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Wisconsin Airman 'overwhelmed' by White House Iraq veteran tribute

MADISON, Wis. -- The Wisconsin Air National Guard's Tech. Sgt. Cristian Bennett agreed with President Barack Obama's statement that there had never been a night at the White House quite like the Feb. 29 dinner for Iraq war veterans.

"This evening we welcome, not the statesmen who decide great questions of war and peace, but citizens," Obama said. "Men and women from every corner of our country, from every rank of our military, every branch of our service, who answered the call."

"It was very reassuring to hear the words that they said," Bennett said of comments made by Obama, Vice President Joe Biden, Defense Secretary Leon Panetta and Gen. Martin Dempsey, chairman of the Joint Chiefs of Staff. "All the leaders there were talking directly from the heart."

Bennett, a fighter team leader with the Madison-based 115th Fighter Wing's Security Forces Squadron, was selected to represent Wisconsin at the White House event dubbed "A Nation's Gratitude: Honoring Those Who Served in Operation Iraqi Freedom and Operation New Dawn." The event was a tribute to 78 Iraq War veterans and their families to honor them for their service, sacrifice and commitment to nation.

"It was very humbling to be chosen," Bennett said. "To have the president of the United States talking directly to us, it was overwhelming."

Bennett and his wife Rachel, of Evansville, Wis., sat approximately 25 feet from the podium where the president and other leaders spoke. The Bennetts also had the opportunity to shake hands with President and Mrs. Obama. This was his first meeting with Obama,, even though he worked on the presidential security detail when Air Force One landed at Truax Field in 2009 and 2010.

"He is a down-to-earth person," Bennett said of the president.

"In one of our nation's longest wars, you wrote one of the most extraordinary chapters in American military history," Obama told the more than five dozen Iraq veterans and their guests. "Now, the Iraqi people have a chance to forge their own destiny, and every one of you who served there can take pride in knowing you gave the Iraqis that opportunity -- that you succeeded in your mission."

The vice president lauded service members for their ability to adapt to challenges, the capture of former Iraqi dictator Saddam Hussein and the opportunity they gave the people of Iraq to have a self-governing, self-sufficient nation.

"You're incredible. You adapted, you succeeded and you defeated," Biden said. "You defeated a tyrant, [and] you beat back violent extremists. And the most remarkable thing you did, because of the breadth of your capability, you enabled a country that had not been governed in any reasonable way for over four decades, you actually helped them set up institutions and train a military and a civilian corps that gives them a real fighting chance."

"To all who fought in Iraq, we thank you for your service," he said. "You've earned our nation's everlasting gratitude. We are indebted to you for your willingness to fight [and] your willingness to sacrifice for your country.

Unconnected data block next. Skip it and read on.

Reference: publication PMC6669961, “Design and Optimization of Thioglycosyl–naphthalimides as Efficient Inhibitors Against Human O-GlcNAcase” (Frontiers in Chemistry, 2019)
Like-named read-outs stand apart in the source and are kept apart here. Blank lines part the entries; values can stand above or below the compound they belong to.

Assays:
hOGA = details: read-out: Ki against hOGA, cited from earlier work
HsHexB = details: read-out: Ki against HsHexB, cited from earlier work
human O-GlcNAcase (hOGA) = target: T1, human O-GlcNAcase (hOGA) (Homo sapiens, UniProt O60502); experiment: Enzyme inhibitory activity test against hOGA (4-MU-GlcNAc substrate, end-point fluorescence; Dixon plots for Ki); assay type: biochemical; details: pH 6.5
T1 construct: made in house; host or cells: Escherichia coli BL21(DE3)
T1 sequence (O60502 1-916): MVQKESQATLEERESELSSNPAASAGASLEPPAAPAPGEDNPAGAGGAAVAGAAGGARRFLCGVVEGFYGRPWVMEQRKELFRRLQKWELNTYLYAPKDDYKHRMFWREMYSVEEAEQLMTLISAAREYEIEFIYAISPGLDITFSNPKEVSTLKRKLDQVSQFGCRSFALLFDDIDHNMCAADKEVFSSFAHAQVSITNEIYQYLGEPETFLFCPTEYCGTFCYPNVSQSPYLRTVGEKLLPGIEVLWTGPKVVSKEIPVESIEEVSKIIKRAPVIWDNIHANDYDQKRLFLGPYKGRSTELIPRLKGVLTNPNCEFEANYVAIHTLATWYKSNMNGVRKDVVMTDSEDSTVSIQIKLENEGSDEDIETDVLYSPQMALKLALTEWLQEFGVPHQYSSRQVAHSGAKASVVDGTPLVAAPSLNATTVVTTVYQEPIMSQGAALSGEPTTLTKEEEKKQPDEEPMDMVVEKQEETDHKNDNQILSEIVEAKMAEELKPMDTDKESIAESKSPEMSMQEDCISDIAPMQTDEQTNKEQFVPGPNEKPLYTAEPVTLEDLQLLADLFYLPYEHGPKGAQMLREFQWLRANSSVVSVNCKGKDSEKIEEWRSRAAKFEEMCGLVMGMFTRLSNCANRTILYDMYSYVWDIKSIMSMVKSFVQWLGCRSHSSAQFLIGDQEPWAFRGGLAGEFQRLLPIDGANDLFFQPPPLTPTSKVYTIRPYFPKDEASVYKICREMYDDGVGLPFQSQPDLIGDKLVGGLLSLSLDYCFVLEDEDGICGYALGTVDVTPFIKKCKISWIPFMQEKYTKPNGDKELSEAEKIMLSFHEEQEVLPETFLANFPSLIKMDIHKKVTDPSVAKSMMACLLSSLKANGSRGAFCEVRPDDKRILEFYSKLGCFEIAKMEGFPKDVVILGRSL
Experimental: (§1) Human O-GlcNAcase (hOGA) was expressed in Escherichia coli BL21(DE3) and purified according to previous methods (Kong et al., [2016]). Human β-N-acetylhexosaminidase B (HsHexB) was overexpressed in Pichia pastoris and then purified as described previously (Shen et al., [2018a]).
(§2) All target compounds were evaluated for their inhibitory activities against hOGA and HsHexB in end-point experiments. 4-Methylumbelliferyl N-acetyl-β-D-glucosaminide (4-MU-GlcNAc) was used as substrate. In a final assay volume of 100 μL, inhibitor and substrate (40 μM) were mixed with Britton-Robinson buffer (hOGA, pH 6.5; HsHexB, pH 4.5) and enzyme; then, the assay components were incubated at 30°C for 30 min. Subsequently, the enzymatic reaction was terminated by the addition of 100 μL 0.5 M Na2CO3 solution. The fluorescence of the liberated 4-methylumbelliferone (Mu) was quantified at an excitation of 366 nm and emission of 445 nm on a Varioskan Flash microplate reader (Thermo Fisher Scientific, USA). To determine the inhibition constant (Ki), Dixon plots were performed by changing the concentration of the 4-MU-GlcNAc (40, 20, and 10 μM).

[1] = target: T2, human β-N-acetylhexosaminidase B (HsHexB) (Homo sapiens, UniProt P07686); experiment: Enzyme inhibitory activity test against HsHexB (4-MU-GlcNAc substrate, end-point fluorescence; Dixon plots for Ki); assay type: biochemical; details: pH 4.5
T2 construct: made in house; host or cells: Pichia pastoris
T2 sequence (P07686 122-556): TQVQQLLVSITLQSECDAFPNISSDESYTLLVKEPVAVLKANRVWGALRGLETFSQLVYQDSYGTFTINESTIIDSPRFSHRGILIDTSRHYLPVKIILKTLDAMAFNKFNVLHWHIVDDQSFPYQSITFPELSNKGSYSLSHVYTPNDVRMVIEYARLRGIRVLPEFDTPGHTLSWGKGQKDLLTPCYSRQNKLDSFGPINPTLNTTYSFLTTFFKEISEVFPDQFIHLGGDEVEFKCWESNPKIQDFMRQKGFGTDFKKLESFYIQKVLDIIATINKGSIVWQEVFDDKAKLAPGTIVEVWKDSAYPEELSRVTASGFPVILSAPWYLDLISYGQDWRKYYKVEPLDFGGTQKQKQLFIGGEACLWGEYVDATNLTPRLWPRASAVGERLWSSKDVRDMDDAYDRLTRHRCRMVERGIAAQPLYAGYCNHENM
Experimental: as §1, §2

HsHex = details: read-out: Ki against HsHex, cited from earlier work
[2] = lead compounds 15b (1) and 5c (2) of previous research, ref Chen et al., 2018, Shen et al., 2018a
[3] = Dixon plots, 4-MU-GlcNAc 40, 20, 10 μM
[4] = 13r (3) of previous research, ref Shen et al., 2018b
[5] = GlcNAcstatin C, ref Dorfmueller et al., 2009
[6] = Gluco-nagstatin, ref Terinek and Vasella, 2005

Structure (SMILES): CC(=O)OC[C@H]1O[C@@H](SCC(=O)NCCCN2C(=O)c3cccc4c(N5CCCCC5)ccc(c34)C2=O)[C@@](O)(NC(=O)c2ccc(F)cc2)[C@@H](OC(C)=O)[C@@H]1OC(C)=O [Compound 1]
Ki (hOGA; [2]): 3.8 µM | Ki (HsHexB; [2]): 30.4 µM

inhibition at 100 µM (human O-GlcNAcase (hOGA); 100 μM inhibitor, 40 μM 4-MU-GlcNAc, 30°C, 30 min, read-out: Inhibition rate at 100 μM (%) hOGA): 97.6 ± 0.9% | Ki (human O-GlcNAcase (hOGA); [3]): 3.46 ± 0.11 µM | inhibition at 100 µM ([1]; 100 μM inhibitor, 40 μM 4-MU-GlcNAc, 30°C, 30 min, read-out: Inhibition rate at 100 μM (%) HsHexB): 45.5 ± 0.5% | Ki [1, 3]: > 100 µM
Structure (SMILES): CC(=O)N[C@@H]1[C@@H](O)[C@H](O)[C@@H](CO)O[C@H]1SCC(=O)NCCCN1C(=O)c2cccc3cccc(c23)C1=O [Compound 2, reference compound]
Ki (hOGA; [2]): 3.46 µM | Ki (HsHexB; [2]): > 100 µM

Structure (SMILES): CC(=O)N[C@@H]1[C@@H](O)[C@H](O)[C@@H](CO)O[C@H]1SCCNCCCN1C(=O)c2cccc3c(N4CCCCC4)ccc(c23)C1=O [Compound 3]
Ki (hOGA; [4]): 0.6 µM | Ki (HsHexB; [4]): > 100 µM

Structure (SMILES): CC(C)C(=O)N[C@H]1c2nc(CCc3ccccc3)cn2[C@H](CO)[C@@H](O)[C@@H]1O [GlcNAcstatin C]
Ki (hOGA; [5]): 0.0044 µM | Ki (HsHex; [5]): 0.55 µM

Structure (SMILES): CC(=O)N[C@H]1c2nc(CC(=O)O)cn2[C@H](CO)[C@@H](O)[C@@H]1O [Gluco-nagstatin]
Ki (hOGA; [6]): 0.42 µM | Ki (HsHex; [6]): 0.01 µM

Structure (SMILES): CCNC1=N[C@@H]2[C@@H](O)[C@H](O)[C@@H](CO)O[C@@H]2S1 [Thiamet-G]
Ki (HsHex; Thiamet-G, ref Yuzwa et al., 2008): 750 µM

"We are [also] indebted to your families and your loved ones for the sacrifices that they made so that their loved ones could help defend this nation," Panetta said.

The chairman, who was first to speak, thanked the president and first lady for paying tribute to veterans and families of the Iraq War.

"Mr. President, Mrs. Obama, thank you for recognizing the service and sacrifice of the military family in this very special way," Dempsey said. "We really appreciate the support that you, the vice president and Dr. Biden, and those that they bound together in the 'Joining Forces' initiative and the nation provide us."

The president said this isn't the first or last time the nation will pay tribute to "those who served courageously in Iraq," noting that the nation's attitude toward service members has changed in the last half century.

"History reminds us of our obligations as a nation at moments like this," he said. "Now this year will mark the 50th anniversary of the Vietnam War, a time when our veterans didn't always receive the respect and the thanks that they so richly deserved. That's a mistake that we must never repeat. The good news is already we've seen Americans come together in small towns and big cities all across the country to honor your service in Iraq.

"Tonight, on behalf of Michelle and myself, on behalf of over 300 million Americans we want to express those simple words that we can never say enough," the president continued. "That's 'Thank you.'"

Bennett said seeing two Marines at the dinner who were severely wounded in Iraq reminded him of his own tour of duty there from 2005 to 2006, working with Iraqi police cadets in Mosul. He earned an Air Force Combat Action Medal for multiple engagements with Iraqi insurgents, and survived two close encounters with roadside bombs that has left him with mild traumatic brain injury.

"I realized how lucky I was," Bennett said.

Sgt. 1st Class Tyrone C. Marshall Jr. of the American Forces Press Service contributed to this report.

Original content found here.
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